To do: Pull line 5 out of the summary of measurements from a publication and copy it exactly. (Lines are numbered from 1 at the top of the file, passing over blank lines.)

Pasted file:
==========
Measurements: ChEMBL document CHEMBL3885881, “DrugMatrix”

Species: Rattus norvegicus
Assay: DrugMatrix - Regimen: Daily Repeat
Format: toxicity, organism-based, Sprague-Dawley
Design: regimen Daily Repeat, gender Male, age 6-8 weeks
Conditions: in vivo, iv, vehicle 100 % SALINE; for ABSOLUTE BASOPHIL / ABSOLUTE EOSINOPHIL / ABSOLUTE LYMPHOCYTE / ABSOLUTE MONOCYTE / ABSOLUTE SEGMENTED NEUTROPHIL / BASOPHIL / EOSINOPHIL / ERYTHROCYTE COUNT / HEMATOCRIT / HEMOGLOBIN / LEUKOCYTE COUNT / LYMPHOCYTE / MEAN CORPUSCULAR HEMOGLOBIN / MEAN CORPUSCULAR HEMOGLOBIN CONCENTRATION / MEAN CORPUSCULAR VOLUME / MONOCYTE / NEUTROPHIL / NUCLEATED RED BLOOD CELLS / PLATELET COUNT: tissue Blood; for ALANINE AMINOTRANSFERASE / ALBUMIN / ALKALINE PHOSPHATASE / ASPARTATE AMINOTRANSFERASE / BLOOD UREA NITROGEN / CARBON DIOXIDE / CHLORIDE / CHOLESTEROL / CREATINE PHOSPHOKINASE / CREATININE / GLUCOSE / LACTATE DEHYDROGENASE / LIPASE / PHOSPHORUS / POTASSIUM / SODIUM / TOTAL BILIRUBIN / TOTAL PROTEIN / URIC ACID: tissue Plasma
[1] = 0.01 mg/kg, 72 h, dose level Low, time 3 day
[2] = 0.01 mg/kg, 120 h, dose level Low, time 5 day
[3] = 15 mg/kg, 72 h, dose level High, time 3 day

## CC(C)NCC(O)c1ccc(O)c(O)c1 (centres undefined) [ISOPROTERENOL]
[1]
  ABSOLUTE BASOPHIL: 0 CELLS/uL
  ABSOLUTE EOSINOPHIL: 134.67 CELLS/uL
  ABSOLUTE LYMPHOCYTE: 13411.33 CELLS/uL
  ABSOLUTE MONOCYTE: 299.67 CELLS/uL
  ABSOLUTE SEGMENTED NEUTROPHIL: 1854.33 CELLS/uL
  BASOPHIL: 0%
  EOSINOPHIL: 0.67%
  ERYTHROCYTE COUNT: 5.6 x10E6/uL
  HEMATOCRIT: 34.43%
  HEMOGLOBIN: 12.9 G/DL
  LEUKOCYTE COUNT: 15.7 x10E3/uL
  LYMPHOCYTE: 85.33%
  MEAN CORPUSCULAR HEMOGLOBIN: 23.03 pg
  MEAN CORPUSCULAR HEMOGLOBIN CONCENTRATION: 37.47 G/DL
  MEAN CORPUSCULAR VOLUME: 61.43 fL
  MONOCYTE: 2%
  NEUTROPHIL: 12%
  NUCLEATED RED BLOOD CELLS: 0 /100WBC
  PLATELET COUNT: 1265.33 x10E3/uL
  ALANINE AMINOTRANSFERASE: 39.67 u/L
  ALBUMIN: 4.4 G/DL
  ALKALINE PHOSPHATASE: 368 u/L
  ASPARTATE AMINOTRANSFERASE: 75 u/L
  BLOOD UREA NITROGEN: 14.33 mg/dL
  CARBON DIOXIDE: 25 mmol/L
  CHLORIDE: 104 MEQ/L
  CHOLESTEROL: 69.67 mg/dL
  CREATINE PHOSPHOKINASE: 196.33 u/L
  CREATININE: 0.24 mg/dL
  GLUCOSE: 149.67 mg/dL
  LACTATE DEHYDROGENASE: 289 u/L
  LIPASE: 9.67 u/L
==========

Design: regimen Daily Repeat, gender Male, age 6-8 weeks